Over half of CIOs want to see their ICT partners demonstrate more business awareness, a new study has shown. Commissioned by TalkTalk Business, and conducted by Ovum, the Integrate Britain research surveyed CIOs and their Procurement counterparts in 200 large public and private sector organisations, to discover the true state of the enterprise’s relationship with the channel. The study unearths the enterprise’s desire for evolution – particularly around definitions of business outcomes and value.
Business, not just technology
57 per cent of CIOs surveyed cited low business awareness as one of their top three concerns regarding their channel partners; implying that some SIs and Value Added Resellers (VARs) may be getting too caught up in technical details, rather than seeing the big picture when it comes to their clients’ needs. In many cases, CIOs are getting more involved in ICT management, rather than relying on channel recommendations alone. Almost half (49 per cent) of CIOs surveyed wanted to be involved actively in selecting vendors for their projects, while nearly a third felt it was critical that they knew all suppliers involved.
“At TalkTalk Business, we work directly with a number of CIOs and feedback from our customers about the need for business understanding is universal. As cost management and project delivery pressures mount, CIOs are finding themselves in need of solutions that are simultaneously disruptive and innovative,” says Charles Bligh, Managing Director, TalkTalk Business, “The key to finding that balance lies first in identifying the reasons why customers ask for new technology – and then putting together a customised partner and product portfolio that can deliver accordingly.”
Flexibility has a key role to play too, with the majority of CIOs (58 per cent) believing that they are constrained by their channel partners’ vendor choices and two thirds (67 per cent) seeing an immediate need for more flexibility in existing product portfolios. Reassuringly for the channel, however, CIOs are realistic about the time it will take to deliver truly new vendor options and longer term portfolio evolution, with these on the agenda for the next 18 months, rather than immediately.
“CIOs can often be more reticent than they realise when it comes to sharing their business objectives,” says Bligh, “SIs and VARs who actively engage their customers in open discussions about underlying objectives – rather than just technical requirements – are in a better position to be viewed as a partner, not just a supplier.”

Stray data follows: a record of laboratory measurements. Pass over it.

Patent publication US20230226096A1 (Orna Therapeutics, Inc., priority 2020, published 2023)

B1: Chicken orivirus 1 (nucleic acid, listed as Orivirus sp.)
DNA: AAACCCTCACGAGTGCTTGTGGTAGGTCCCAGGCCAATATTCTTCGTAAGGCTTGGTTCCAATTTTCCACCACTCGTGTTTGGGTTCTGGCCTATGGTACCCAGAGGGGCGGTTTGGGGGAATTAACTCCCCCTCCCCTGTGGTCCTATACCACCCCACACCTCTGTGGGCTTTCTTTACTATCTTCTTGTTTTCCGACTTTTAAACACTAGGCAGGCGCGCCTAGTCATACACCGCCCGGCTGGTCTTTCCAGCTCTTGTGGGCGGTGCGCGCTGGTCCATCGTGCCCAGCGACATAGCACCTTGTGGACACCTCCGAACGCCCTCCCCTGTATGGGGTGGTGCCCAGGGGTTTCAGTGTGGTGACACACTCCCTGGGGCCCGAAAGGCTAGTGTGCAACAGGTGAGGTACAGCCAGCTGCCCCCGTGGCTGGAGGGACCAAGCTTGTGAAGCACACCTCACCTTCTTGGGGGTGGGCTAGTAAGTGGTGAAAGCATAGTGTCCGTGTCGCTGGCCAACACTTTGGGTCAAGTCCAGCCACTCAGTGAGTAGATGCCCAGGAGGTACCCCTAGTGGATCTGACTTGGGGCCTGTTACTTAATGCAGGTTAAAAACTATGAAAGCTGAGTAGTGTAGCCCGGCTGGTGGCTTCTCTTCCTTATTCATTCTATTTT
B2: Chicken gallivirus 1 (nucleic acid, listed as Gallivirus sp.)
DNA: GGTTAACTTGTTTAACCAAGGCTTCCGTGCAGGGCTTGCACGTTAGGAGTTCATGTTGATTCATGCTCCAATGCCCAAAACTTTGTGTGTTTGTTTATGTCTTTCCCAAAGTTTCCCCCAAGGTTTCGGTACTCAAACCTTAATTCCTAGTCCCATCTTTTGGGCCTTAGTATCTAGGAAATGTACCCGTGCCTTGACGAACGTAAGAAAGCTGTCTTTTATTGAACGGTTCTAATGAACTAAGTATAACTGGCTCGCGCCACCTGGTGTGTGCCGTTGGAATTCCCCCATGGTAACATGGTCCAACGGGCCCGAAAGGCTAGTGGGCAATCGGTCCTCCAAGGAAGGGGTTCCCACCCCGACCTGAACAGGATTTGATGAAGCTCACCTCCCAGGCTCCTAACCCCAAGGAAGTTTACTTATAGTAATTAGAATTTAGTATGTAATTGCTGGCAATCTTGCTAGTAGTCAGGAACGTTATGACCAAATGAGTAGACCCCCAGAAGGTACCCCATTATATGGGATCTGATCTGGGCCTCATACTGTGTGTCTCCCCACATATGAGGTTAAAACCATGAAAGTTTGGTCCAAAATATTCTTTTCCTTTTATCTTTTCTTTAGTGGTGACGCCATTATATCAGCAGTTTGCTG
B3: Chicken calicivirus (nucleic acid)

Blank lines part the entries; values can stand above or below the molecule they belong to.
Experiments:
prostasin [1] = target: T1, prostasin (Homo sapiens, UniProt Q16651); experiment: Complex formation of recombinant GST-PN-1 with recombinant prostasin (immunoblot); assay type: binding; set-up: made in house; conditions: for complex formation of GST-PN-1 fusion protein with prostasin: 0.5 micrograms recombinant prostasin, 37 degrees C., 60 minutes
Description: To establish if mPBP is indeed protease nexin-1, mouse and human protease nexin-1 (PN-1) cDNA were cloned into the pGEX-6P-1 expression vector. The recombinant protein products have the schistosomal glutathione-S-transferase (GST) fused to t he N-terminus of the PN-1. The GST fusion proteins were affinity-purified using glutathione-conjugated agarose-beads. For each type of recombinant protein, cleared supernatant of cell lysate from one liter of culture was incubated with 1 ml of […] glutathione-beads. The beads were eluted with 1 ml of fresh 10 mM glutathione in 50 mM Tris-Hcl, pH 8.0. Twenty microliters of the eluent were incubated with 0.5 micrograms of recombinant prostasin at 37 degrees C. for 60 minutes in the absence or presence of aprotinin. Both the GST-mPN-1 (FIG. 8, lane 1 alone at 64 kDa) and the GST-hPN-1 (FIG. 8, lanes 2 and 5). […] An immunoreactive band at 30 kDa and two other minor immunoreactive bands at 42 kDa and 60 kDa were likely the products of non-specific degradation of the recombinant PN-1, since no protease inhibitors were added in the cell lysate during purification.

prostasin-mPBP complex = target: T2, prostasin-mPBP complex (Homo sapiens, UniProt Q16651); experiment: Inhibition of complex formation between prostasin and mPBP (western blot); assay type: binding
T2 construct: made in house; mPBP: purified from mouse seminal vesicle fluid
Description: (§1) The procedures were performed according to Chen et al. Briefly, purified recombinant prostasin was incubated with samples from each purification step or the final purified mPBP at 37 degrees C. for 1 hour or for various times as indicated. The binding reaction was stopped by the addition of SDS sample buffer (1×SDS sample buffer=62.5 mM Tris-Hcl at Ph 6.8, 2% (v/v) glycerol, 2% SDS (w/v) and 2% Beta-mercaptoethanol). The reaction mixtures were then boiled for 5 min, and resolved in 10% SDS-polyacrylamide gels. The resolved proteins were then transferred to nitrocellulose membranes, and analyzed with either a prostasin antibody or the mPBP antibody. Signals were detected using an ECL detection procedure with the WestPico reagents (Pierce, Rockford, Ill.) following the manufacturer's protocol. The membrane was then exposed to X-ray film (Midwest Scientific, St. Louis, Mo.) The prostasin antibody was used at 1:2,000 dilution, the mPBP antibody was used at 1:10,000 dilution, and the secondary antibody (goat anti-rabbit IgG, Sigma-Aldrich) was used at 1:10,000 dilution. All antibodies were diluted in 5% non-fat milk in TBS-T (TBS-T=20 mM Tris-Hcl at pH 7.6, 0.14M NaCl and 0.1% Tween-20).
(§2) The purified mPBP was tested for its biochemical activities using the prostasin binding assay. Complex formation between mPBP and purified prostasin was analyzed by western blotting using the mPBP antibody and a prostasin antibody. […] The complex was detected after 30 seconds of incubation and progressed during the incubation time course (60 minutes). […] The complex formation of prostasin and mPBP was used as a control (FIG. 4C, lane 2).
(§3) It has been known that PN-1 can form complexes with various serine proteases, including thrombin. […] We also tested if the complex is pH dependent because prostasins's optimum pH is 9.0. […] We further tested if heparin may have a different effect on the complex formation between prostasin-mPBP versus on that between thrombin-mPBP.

Value not price
CIOs are also rethinking how they define value in their ICT purchasing environment. Project cost management remains the highest priority but upfront price has less of a part to play than perhaps expected. Total cost of ownership over time (41 per cent) and getting the best business outcome (36 per cent) are considered primary indicators of success. Meanwhile, reliability of service and SLAs, which are often key factors in the channel’s offerings, come in significantly lower (3 per cent); lending credence to the idea that value is more broadly perceived and calculated than it once was.
“Defining returns on investment in purely technological terms is often easily done,” says Bligh, “Where SIs and VARs can showcase their input is by articulating those returns in terms of business objectives and outcomes achieved.”
Recognition of the need for change is not all one-way either; CIOs surveyed confessed that the enterprise has its own shortcomings, primarily around whether IT or Procurement agendas take precedence when purchasing decisions are made. Defining budget size and project scope is cited as the area most likely to cause dispute between the two departments during internal negotiations. Intriguingly, supplier track record is one of the least contentious areas of discussion; suggesting that in the modern ICT purchasing environment, suppliers must prove themselves repeatedly – even to audiences they may have believed they had already won over.
“CIOs are looking for channel partners in the literal sense of the term – SIs and VARs who understand the business challenges they’re facing, the terms by which they define success and the need to keep cost management top of mind at all time. SIs and VARs who acknowledge – and embrace – the need for evolution have a very real opportunity to build a strong foundation for future demands,” concludes Bligh.
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